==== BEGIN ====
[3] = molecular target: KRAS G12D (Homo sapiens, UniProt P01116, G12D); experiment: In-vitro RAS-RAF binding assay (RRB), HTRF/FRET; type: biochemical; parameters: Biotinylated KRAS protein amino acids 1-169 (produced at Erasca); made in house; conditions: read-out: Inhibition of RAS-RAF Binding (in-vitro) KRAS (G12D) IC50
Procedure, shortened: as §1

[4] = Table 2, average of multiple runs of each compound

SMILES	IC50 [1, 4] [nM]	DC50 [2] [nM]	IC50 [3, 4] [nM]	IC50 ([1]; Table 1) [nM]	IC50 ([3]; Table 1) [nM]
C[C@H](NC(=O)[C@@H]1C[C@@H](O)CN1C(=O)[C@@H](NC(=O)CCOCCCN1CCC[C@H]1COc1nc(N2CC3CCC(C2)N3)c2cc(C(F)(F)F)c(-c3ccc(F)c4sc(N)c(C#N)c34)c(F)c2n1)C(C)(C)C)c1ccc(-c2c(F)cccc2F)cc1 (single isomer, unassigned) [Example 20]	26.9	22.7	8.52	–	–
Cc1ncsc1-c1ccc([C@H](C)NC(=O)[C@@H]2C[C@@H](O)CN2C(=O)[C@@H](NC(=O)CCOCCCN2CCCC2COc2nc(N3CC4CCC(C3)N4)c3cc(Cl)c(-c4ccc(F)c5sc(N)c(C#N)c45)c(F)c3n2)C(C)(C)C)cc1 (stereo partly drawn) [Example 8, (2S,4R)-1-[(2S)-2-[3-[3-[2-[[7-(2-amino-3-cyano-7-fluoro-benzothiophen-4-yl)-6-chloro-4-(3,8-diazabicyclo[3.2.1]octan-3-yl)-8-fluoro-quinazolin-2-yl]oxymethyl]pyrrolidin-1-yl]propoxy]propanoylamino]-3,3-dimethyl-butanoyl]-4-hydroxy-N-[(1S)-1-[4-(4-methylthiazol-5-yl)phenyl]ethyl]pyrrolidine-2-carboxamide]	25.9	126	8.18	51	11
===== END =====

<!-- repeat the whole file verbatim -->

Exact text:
[3] = molecular target: KRAS G12D (Homo sapiens, UniProt P01116, G12D); experiment: In-vitro RAS-RAF binding assay (RRB), HTRF/FRET; type: biochemical; parameters: Biotinylated KRAS protein amino acids 1-169 (produced at Erasca); made in house; conditions: read-out: Inhibition of RAS-RAF Binding (in-vitro) KRAS (G12D) IC50
Procedure, shortened: as §1

[4] = Table 2, average of multiple runs of each compound

SMILES	IC50 [1, 4] [nM]	DC50 [2] [nM]	IC50 [3, 4] [nM]	IC50 ([1]; Table 1) [nM]	IC50 ([3]; Table 1) [nM]
C[C@H](NC(=O)[C@@H]1C[C@@H](O)CN1C(=O)[C@@H](NC(=O)CCOCCCN1CCC[C@H]1COc1nc(N2CC3CCC(C2)N3)c2cc(C(F)(F)F)c(-c3ccc(F)c4sc(N)c(C#N)c34)c(F)c2n1)C(C)(C)C)c1ccc(-c2c(F)cccc2F)cc1 (single isomer, unassigned) [Example 20]	26.9	22.7	8.52	–	–
Cc1ncsc1-c1ccc([C@H](C)NC(=O)[C@@H]2C[C@@H](O)CN2C(=O)[C@@H](NC(=O)CCOCCCN2CCCC2COc2nc(N3CC4CCC(C3)N4)c3cc(Cl)c(-c4ccc(F)c5sc(N)c(C#N)c45)c(F)c3n2)C(C)(C)C)cc1 (stereo partly drawn) [Example 8, (2S,4R)-1-[(2S)-2-[3-[3-[2-[[7-(2-amino-3-cyano-7-fluoro-benzothiophen-4-yl)-6-chloro-4-(3,8-diazabicyclo[3.2.1]octan-3-yl)-8-fluoro-quinazolin-2-yl]oxymethyl]pyrrolidin-1-yl]propoxy]propanoylamino]-3,3-dimethyl-butanoyl]-4-hydroxy-N-[(1S)-1-[4-(4-methylthiazol-5-yl)phenyl]ethyl]pyrrolidine-2-carboxamide]	25.9	126	8.18	51	11